At 11:10 a.m. Tuesday, April 20, 1999, Eric Harris and Dylan Klebold arrive at Columbine High School in separate cars. The teenagers are armed with …
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At 11:10 a.m. Tuesday, April 20, 1999, Eric Harris and Dylan
Klebold arrive at Columbine High School in separate cars. The
teenagers are armed with two sawed-off 12-gauge shotguns, several
semi-automatic weapons and an arsenal of homemade bombs.
Nine minutes later, Harris and Klebold are wandering the halls,
randomly opening fire on their fellow students. At 12:08 p.m. in
the school library, the shooters turn their guns on themselves. In
a span of less than one hour, 16 people, including the shooters,
have been killed.
The deadliest high school massacre in U. S. history is also the
scenario that plays out on screen in a controversial video game
titled “Super Columbine Massacre RPG!”
Despite its self-consciously commercial title, complete with an
ironic marketing adjective and exclamation point, the RPG or
role-playing game was designed to be an exercise in multilayered
discovery, according to 26-year-old Danny Ledonne, the filmmaker
and former Alamosa resident who developed the game.
According to Ledonne, by the time a player has finished the RPG,
he will have not only learned more about the massacre, but he will
have come face to face with the culture’s uncomfortable fascination
The player might also learn a thing or two about himself,
according to Ledonne, and he likely won’t hit “play again” for more
“The emphasis for me was not on the actual combat. It’s really
sort of a commentary on what video game violence is and
represents,” Ledonne said. “If you play the game, you learn much
more about the background of these two boys and what led them to
the events of that day — the rejection that they faced when they
felt angry and alone.”
A player walks through April 20 as either Klebold or Harris as
the teens prepare for the massacre. As the player maneuvers through
the game, various flashbacks are triggered — Klebold eats alone in
the school cafeteria; bullies push Harris against the wall in the
boys’ locker room.
Unlike many other video games, when a victim is shot in “Super
Columbine,” the body does not instantly disappear. It remains on
the screen as a stark reminder of the real-life tragedy that the
game symbolizes. When the massacre is complete, the “play”
culminates in an on-screen photo montage of actual victims, their
relatives grieving and autopsies being conducted.
“While you’re drawn into the idea that this is a video game, you
begin to participate in the rhetoric of the game design,” Ledonne
said. “You’re then thrown out of that and you’re forced to make the
conscious accountability for the fact that this has happened as the
result of your actions.”
Education and understanding aside, the idea of turning a tragedy
into a game of any kind has been seen as being in bad taste to many
observers. When the RPG game was made available for free on the
Internet in 2005, it was broadly vilified by media pundits and was
the subject of fierce debate in the blogosphere. At its peak, the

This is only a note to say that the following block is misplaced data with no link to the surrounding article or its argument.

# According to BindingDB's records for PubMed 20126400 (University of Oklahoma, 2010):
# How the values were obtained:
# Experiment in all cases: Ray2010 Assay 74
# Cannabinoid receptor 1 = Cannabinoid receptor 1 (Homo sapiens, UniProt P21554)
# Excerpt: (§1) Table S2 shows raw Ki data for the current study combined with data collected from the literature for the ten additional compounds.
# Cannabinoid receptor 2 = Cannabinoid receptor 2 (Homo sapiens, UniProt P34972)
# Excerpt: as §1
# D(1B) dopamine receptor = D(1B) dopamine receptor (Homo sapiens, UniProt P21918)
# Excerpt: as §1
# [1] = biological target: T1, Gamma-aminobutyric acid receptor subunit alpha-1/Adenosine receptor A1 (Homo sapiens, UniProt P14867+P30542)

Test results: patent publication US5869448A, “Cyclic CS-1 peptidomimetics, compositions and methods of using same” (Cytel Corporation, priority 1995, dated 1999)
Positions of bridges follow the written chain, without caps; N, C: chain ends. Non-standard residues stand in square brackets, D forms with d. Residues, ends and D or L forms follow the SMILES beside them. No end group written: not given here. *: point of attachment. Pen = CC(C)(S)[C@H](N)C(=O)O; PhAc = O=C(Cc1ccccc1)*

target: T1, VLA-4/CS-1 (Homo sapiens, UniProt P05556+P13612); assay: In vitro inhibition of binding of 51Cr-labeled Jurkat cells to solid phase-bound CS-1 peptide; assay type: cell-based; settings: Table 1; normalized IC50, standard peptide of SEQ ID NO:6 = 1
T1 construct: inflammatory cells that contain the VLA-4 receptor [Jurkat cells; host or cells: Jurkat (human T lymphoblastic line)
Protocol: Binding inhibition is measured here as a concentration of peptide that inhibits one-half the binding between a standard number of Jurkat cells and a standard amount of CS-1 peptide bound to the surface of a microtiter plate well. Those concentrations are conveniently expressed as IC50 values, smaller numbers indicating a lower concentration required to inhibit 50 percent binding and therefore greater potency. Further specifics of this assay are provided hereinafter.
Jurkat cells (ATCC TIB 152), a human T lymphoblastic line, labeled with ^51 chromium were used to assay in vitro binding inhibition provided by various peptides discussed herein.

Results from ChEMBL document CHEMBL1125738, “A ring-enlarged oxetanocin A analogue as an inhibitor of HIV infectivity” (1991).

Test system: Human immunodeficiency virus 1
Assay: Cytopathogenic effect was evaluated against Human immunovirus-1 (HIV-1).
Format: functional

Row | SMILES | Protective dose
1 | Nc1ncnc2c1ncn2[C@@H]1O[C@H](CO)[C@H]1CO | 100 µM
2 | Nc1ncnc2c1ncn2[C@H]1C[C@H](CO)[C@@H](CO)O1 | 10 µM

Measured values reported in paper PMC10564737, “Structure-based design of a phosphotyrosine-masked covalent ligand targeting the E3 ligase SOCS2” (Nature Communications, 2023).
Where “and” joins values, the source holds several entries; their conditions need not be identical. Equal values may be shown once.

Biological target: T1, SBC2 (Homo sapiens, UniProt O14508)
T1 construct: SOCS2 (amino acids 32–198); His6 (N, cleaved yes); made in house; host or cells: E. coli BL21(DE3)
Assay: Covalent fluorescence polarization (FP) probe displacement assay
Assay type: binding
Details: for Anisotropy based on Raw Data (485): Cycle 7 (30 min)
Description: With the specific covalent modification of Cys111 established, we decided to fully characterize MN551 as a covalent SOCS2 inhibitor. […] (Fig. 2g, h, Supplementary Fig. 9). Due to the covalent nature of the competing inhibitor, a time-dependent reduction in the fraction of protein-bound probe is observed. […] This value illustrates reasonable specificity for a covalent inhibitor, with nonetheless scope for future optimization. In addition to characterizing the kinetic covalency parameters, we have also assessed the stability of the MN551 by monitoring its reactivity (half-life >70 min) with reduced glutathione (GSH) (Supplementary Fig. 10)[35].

game was downloaded from Ledonne’s Web site 8,000 times daily.
The RPG’s content was too much for even the famously edgy
Slamdance Game Festival in Park City, Utah. Protests erupted from
gamers and free-speech advocates alike last year when the festival
dropped “Super Columbine Massacre RPG!” from competition without
Such controversies prompted Ledonne, a graduate film student at
American University in Washington, D.C., to make the documentary,
“Playing Columbine,” which will be screened at the 31st Starz
Denver Film Festival Nov. 21 and 23. Ladonne will appear in person
at the screenings in the Tivoli on the Auraria Campus.
“I didn’t choose a career in media production because I think
media has no effect on people,” the filmmaker said of his movie, an
impassioned defense of the video game medium as art. “All of these
things — movies and video games — can be persuasive, and they can
get us to view the world in different ways. At the same time, too
much of anything can be a bad thing.”
The irony that violent video games often are blamed for
desensitizing problem kids has not been lost on Ledonne. But
according to the self-described onetime high school misfit, his
game has been a learning tool for many at-risk youth who feel
“A lot of them have written to me to say the game helped get
them through the problems in their life in a way that they wouldn’t
have otherwise been able to do,” he said.
“Super Columbine Massacre RPG!” is part of a growing underground
movement of video games built around serious issues and political
points of view. As documented in “Playing Columbine,” other games
have been based on the war in the Sudan region of Darfur, food
safety, globalization, environmental devastation and even the
Catholic clergy sex scandal.
An RPG called “September 12” sees players bomb Middle Eastern
villages; as more people are killed, more terrorists are created on
While such RPGs will not be found on the shelves of the local
Walmart or Game Stop any time soon, they are evidence that gaming
can be an important avenue for learning about the world, Ledonne
“Play is something that a lot of social mammals use to
understand the world they live in,” he said. “Predators play by
learning how to hunt. A lot of four-legged herbivores play by
running from one another. In humans, we use play throughout our
development, whether it’s Cowboys and Indians or Risk.”
Therefore, according to Ledonne, society and the gaming industry
have a fundamental choice.
“This kind of technology is neutral,” the filmmaker said. “We
can use it to engage young people in a positive direction or we can
just unleash more escapist entertainment in the ‘American Idol’
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